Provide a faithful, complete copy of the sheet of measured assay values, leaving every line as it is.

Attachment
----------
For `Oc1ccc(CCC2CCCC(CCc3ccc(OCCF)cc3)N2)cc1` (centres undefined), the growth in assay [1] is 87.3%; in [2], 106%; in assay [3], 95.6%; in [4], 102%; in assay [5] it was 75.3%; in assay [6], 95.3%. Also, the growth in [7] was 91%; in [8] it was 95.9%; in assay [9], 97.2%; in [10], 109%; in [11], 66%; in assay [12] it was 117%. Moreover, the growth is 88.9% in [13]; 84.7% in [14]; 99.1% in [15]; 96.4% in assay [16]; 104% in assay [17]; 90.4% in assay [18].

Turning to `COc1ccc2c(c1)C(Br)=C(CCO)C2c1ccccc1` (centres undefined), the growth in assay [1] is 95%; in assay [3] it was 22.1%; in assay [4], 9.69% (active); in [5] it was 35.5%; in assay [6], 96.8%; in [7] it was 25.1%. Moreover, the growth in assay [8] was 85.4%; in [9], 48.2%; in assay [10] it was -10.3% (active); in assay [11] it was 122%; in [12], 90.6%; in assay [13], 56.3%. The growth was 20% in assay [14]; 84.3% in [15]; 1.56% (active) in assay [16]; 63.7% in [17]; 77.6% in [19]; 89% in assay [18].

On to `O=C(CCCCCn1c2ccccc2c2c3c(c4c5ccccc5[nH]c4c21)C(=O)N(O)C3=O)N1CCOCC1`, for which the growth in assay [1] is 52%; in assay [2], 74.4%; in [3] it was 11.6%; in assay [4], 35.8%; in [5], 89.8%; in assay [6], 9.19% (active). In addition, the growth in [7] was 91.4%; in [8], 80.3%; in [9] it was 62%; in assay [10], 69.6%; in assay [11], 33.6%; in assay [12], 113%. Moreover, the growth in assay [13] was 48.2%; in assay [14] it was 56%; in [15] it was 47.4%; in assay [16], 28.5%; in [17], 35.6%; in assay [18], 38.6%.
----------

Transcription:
For `Oc1ccc(CCC2CCCC(CCc3ccc(OCCF)cc3)N2)cc1` (centres undefined), the growth in assay [1] is 87.3%; in [2], 106%; in assay [3], 95.6%; in [4], 102%; in assay [5] it was 75.3%; in assay [6], 95.3%. Also, the growth in [7] was 91%; in [8] it was 95.9%; in assay [9], 97.2%; in [10], 109%; in [11], 66%; in assay [12] it was 117%. Moreover, the growth is 88.9% in [13]; 84.7% in [14]; 99.1% in [15]; 96.4% in assay [16]; 104% in assay [17]; 90.4% in assay [18].

Turning to `COc1ccc2c(c1)C(Br)=C(CCO)C2c1ccccc1` (centres undefined), the growth in assay [1] is 95%; in assay [3] it was 22.1%; in assay [4], 9.69% (active); in [5] it was 35.5%; in assay [6], 96.8%; in [7] it was 25.1%. Moreover, the growth in assay [8] was 85.4%; in [9], 48.2%; in assay [10] it was -10.3% (active); in assay [11] it was 122%; in [12], 90.6%; in assay [13], 56.3%. The growth was 20% in assay [14]; 84.3% in [15]; 1.56% (active) in assay [16]; 63.7% in [17]; 77.6% in [19]; 89% in assay [18].

On to `O=C(CCCCCn1c2ccccc2c2c3c(c4c5ccccc5[nH]c4c21)C(=O)N(O)C3=O)N1CCOCC1`, for which the growth in assay [1] is 52%; in assay [2], 74.4%; in [3] it was 11.6%; in assay [4], 35.8%; in [5], 89.8%; in assay [6], 9.19% (active). In addition, the growth in [7] was 91.4%; in [8], 80.3%; in [9] it was 62%; in assay [10], 69.6%; in assay [11], 33.6%; in assay [12], 113%. Moreover, the growth in assay [13] was 48.2%; in assay [14] it was 56%; in [15] it was 47.4%; in assay [16], 28.5%; in [17], 35.6%; in assay [18], 38.6%.